2. Evenly lay seeds out on a rimmed baking sheet. Bake for about 1 hour or until seeds become golden brown. Stir several times during baking. See above note on roasting.

3. In a medium bowl, combine 2 tbsp sugar, salt, cinnamon, ginger, and cayenne pepper.

4. In a medium skillet, heat sesame oil on high heat. Add the baked pumpkin seeds and remaining 2 tbsp sugar. Cook while stirring until seeds are coated in caramelized sugar.

5. Transfer caramelized seeds into bowl of spices and toss to coat. Let cool. Store in an airtight container for about 1 week.

Monday, November 2, 2009

Cheaters Handbook: Rosemary Focaccia Bread

There's nothing like warm bread fresh out of the oven. It's just another one of those food items that screams 'comfort'. My dad bought a bread maker a few years ago and it was amazing waking up to freshly baked bread every morning...for about a week. The problem with homemade bread is it is a very time consuming process, even with expensive bread makers. After a week of making bread, the machine ended up down in the basement, never to see the light of day again. Don't get me wrong, I love the process of making bread with your own two hands, the kneading, resting, braiding, and so on. But we don't all have the time for that. So Ihave found a way around that. Here is my Cheaters Handbook recipe for Rosemary Focaccia Bread.

I love this cheat because you can plan ahead or do it all last minute, you can improvise with the recipe a ton and add a lot of your own character, and it tastes amazing! The trick is purchased pizza dough. Pizza dough has a very similar texture to focaccia bread, and, just like focaccia bread, you can add a large variety of different ingredients and flavours. You can purchase pizza dough at most grocery stores, or even ask your favourite pizza restaurant if you can purchase a bag of their dough, you would be surprised how many will say 'yes'.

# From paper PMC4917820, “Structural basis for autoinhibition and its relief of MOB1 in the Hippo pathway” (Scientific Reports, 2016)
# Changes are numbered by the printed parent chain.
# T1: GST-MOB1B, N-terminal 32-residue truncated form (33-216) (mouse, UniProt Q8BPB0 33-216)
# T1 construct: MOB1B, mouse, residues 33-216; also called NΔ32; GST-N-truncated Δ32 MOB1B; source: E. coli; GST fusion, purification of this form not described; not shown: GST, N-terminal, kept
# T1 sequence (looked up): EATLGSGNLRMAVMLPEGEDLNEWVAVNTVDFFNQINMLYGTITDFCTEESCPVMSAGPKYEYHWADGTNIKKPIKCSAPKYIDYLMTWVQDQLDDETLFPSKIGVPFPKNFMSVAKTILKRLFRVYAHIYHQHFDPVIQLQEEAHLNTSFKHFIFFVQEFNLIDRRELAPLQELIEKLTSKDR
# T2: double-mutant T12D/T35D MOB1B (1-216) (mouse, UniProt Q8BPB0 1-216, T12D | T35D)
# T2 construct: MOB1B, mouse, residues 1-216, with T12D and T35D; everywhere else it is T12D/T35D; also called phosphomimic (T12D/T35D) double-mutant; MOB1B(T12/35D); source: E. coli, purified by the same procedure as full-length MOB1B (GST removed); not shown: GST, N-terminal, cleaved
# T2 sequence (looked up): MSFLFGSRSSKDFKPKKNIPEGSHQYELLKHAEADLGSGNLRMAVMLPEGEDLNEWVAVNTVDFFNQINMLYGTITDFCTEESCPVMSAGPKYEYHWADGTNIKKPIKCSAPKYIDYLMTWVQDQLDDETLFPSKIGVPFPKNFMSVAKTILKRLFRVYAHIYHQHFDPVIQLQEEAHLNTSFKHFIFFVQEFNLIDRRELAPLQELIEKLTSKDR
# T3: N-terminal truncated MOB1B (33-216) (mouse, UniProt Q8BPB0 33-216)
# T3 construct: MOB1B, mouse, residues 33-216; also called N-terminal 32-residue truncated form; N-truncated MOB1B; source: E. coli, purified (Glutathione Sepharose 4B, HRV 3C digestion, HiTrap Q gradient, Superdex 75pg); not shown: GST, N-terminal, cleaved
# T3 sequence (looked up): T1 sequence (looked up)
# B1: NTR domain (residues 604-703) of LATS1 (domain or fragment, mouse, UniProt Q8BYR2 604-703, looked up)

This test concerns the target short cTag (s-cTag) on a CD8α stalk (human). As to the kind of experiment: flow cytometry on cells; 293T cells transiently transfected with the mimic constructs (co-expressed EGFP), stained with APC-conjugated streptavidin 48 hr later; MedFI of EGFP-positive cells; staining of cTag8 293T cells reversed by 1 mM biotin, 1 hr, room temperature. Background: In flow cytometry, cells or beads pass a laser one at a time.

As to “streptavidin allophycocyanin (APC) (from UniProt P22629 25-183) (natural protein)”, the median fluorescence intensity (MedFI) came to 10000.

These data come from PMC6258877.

Pizza dough can stay in the fridge for about three or four days, so you can easily plan out your bread in advance. The bread that I have made here is just one of many different ways you can make your pizza dough focaccia, so try experimenting with all sorts of different ingredients. try out different herbs, spices, and vegetables, and have fun! This bread is great to serve to guests because it looks like you put a lot of effort into it (it's really a gorgeous looking bread) and you can cater it to the other courses you are eating. The night I served the Rosemary Focaccia Bread to my family, my mum was making spaghetti. I wanted to make a bread that would compliment the spaghetti sauce, so I mimicked a lot of the flavours found in the meat sauce. The meat sauce had garlic, rosemary, and parmesan, flavours that taste great in bread, so I topped my pizza dough with that.

1 bag of pizza dough
olive oil
flour for pan
pureed garlic
rosemary leaves
parmesan cheese, grated
sea salt

1. Take dough out of fridge and let rest at room temperature for 30 minutes to an hour. Brush olive oil onto pan and lightly dust with flour. Shake off excess flour.

2. With your hands held together like fists, hold up the dough and form into desired shape and size. The fists will help to resist tearing.

3. Place onto floured pan and brush dough with olive oil.

4. Spread pureed garlic over dough and sprinkle with desired amount of rosemary, parmesan, and sea salt to taste.

5. Place in a 400º oven for about 15 minutes (depending on thickness) making sure to keep your eye on the dough (a thinner focaccia may bake very fast depending on your oven). Remove from oven and slice.